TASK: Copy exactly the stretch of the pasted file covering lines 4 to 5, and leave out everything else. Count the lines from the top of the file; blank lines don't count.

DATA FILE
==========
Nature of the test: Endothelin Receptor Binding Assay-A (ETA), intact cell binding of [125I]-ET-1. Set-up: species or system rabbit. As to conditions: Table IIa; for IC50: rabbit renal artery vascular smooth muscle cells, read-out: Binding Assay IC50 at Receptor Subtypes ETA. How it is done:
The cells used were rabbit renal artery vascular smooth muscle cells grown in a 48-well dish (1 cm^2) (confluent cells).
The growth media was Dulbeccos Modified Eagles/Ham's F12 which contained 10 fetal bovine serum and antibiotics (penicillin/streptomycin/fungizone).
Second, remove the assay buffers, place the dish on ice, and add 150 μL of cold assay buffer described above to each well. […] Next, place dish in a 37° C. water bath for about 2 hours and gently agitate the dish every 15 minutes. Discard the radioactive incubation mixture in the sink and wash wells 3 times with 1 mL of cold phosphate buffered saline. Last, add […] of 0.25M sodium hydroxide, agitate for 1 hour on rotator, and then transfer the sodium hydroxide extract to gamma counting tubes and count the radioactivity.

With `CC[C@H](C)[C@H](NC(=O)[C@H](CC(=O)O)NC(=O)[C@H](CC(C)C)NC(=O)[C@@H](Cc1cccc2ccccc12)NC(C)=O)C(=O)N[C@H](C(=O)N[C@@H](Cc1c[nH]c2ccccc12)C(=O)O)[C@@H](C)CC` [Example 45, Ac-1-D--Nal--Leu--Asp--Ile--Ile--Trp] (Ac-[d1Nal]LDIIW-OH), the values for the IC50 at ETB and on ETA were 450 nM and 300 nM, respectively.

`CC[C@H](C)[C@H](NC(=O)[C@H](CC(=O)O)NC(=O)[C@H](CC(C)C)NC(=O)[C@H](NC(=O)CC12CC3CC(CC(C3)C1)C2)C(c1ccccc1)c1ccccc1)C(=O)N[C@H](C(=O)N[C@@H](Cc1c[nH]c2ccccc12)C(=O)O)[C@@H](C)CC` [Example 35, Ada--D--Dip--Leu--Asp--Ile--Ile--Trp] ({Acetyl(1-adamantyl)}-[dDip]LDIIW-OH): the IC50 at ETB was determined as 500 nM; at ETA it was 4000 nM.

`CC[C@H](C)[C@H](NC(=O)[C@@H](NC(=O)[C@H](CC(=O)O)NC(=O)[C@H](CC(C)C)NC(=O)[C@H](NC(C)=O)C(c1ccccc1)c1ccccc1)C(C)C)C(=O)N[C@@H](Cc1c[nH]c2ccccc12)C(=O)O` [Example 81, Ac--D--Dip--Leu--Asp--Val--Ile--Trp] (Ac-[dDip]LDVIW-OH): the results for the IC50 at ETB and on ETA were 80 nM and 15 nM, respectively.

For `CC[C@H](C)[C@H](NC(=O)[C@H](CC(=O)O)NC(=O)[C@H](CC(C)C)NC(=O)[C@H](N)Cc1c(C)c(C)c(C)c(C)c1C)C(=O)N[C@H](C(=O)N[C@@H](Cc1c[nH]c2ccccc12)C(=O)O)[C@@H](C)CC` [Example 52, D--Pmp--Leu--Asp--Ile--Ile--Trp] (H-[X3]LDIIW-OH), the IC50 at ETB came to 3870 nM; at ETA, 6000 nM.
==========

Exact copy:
Second, remove the assay buffers, place the dish on ice, and add 150 μL of cold assay buffer described above to each well. […] Next, place dish in a 37° C. water bath for about 2 hours and gently agitate the dish every 15 minutes. Discard the radioactive incubation mixture in the sink and wash wells 3 times with 1 mL of cold phosphate buffered saline. Last, add […] of 0.25M sodium hydroxide, agitate for 1 hour on rotator, and then transfer the sodium hydroxide extract to gamma counting tubes and count the radioactivity.

With `CC[C@H](C)[C@H](NC(=O)[C@H](CC(=O)O)NC(=O)[C@H](CC(C)C)NC(=O)[C@@H](Cc1cccc2ccccc12)NC(C)=O)C(=O)N[C@H](C(=O)N[C@@H](Cc1c[nH]c2ccccc12)C(=O)O)[C@@H](C)CC` [Example 45, Ac-1-D--Nal--Leu--Asp--Ile--Ile--Trp] (Ac-[d1Nal]LDIIW-OH), the values for the IC50 at ETB and on ETA were 450 nM and 300 nM, respectively.